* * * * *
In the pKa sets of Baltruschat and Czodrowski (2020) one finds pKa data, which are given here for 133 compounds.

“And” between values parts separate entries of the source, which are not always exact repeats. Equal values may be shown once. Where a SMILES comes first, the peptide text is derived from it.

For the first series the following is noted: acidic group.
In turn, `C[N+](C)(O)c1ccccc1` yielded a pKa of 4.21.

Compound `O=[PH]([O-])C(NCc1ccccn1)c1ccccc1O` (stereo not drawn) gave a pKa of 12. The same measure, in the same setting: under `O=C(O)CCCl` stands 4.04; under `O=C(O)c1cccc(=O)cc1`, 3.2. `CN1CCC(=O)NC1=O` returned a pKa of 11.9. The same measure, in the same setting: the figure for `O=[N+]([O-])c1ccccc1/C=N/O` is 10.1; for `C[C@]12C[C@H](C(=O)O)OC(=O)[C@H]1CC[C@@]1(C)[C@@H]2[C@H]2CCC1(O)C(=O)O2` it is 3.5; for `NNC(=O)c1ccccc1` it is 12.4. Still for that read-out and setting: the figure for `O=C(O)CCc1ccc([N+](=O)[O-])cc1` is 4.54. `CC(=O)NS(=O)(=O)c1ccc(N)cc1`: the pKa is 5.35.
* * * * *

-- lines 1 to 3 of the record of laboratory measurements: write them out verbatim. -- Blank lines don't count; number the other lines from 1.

In the pKa sets of Baltruschat and Czodrowski (2020) one finds pKa data, which are given here for 133 compounds.

“And” between values parts separate entries of the source, which are not always exact repeats. Equal values may be shown once. Where a SMILES comes first, the peptide text is derived from it.

For the first series the following is noted: acidic group.